Bleach Babe



I HAVE BIG QUESTIONS. Like why would any sane person choose to get their teeth whitened in the middle of an outlet mall? The only reason I can dream up: To escape the guy harassing me to try that Dead Sea salt hand scrub. (You know the one.) Still, seems sketchy. So I decide to ask a real pro—Dr. Craig Longenecker, who practices in an idyllic log cabin-turned-office in Monkton—about the latest (and safest) options for brightening my pearly whites.

“It all comes down to time, cost and controlling sensitivity,” says Longenecker, who dismisses the whitening kiosk fad by saying, “I don’t know what they’re using, but you need to be a licensed, trained professional to access the [medical grade] materials dentists use.” Note: Some states have already banned the pop-ups.

The Rolls Royce of whitening is an in-office session, where a dentist paints a protective rubber dam on your gums, then applies 25 to 30 percent peroxide solution to your teeth—sometimes using a UVB light to “accelerate” the process (though experts disagree whether the light works).

“It’s a lot of chair time, which accounts for the price tag [of $500 to $800],” says Longenecker, who offers Philips Zoom office whitening but regularly steers patients toward take-home kits instead.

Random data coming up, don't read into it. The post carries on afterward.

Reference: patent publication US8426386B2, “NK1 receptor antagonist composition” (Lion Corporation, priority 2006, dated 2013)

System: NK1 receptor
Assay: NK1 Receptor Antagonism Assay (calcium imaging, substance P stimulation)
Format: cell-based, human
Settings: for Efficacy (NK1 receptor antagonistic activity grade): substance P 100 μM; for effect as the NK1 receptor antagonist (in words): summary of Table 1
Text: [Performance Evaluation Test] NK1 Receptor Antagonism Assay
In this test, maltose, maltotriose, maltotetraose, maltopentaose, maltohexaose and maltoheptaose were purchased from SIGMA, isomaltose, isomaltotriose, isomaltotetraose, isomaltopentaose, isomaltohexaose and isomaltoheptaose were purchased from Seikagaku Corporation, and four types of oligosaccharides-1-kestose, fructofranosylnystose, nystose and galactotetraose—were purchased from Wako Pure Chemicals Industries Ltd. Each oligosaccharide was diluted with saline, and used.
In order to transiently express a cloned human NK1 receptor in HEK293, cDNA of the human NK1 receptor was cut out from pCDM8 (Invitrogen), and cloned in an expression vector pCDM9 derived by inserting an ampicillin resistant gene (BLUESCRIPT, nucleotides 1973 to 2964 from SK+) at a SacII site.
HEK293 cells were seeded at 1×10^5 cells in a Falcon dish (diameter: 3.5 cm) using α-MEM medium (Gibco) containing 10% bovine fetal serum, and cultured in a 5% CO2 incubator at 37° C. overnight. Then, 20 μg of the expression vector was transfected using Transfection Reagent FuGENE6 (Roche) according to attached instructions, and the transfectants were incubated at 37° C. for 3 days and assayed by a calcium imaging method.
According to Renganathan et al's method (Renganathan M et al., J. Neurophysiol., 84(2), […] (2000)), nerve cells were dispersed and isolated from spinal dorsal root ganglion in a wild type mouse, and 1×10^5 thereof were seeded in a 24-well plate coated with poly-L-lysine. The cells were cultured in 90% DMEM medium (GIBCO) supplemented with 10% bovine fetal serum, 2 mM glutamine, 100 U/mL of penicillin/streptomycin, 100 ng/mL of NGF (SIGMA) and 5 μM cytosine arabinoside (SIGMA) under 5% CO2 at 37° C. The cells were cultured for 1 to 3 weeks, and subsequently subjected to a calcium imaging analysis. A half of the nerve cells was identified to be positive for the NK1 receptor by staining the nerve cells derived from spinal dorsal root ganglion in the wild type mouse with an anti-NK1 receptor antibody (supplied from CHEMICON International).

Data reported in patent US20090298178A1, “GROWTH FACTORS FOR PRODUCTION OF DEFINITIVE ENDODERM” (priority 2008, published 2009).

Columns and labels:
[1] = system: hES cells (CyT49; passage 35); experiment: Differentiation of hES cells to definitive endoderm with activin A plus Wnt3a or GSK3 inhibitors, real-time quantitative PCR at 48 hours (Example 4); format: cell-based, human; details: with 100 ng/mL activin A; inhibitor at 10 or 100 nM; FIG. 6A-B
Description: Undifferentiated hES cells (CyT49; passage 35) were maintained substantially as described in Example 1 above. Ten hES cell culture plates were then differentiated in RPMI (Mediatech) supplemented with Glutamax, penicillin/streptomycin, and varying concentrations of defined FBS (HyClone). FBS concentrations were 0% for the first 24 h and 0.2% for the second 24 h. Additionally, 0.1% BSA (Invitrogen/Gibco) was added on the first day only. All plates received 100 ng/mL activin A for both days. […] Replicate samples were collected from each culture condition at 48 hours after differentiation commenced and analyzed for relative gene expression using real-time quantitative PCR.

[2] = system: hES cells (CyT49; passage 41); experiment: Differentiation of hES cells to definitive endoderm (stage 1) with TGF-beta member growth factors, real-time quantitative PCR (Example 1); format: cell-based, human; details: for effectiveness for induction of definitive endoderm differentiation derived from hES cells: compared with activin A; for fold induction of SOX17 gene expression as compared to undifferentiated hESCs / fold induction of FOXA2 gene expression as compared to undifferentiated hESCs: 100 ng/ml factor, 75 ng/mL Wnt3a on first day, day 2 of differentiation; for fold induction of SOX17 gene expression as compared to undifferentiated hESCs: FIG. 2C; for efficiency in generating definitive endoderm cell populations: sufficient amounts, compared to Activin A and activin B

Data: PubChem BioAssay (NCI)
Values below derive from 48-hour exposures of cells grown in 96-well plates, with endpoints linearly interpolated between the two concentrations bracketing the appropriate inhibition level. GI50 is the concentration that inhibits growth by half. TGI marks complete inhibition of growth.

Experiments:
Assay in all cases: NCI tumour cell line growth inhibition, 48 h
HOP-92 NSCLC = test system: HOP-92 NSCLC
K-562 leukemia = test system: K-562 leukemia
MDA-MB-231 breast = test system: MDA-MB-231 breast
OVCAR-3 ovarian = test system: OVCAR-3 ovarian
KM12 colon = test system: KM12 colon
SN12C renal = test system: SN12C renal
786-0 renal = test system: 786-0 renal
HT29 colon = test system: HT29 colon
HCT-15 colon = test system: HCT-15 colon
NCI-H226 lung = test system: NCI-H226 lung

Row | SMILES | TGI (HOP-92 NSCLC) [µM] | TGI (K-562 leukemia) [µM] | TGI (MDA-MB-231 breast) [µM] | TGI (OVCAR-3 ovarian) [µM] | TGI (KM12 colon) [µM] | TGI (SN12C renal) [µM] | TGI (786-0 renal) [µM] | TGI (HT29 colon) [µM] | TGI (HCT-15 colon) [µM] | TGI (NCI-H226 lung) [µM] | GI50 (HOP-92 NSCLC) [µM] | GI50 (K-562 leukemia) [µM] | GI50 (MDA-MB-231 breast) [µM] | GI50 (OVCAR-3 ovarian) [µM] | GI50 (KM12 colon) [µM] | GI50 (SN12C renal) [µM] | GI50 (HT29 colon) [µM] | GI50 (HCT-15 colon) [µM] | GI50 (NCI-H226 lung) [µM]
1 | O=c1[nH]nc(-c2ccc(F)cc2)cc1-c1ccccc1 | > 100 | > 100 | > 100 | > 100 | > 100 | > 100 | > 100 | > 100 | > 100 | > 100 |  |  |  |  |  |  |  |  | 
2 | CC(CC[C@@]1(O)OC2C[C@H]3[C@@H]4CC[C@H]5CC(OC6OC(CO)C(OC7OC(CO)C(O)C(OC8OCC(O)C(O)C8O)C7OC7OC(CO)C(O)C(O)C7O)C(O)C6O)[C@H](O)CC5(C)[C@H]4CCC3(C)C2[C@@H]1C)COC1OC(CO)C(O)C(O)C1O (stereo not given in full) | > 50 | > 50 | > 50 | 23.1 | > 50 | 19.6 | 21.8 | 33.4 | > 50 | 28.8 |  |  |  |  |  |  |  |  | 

The major benefit of an in-office bleach job: instant gratification. You can walk out (in under 90 minutes) with dramatically whitener teeth—up to eight shades—provided you don’t have any fillings or veneers in the front of your grill. (Bleaching won’t help in either case.) What bites? The single session can dehydrate teeth and carries the highest risk for sensitivity. (“It hurts like a mofo,” wrote one unhappy bridezilla on a national wedding blog.)

Drugstore strips are cheaper ($18 to $50) but also wimpier (3 to 10 percent peroxide). That means you need patience—and possibly multiple boxes to get desired results. Plus, the strips only whiten front teeth and won’t fully cover your snaggletooth. (No judging, I have one. Her name is Jewel.)

MY CHOICE: I opt for custom-fitted trays, which Longenecker crafts by taking a mold with blueberry-yogurt-looking paste that turns white when it’s hard. A few days later, he sends me home with a perfect replica of my smile—and a 10-pack of syringes (“we call them dispensers,” he emphasizes) filled with Opalescence 20 percent whitening gel enhanced with desensitizing potassium nitrate—which I’ll wear for one hour a day.

Despite the dimpled dentist’s excellent instructions, I flub the first night—putting in way too much “goo,” which, well, burns like a mofo and leaves me with inflamed gums and a few white spots. Longenecker suggests I wait a few days then start over—and voila!—two weeks later my choppers are six shades lighter with no major ouchies. Oh, and I’ve kicked my “must eat cereal before bed” habit. Bonus!

THE BEST PART: Professional whitening trays average $500, but Longenecker charges just $200, which he donates entirely to Smiles For Life, a global nonprofit that raises money for kids in need. His current charity,

My Neighbor’s Foundation, helps underprivileged Hereford Zone kids participate in school activities. Previously, he designated Casey Cares, where he still sits on the board. “Over the last eight years we’ve raised more than $60k,” says Longenecker, beaming. A good dentist—and a good guy? Too bad he’s married.

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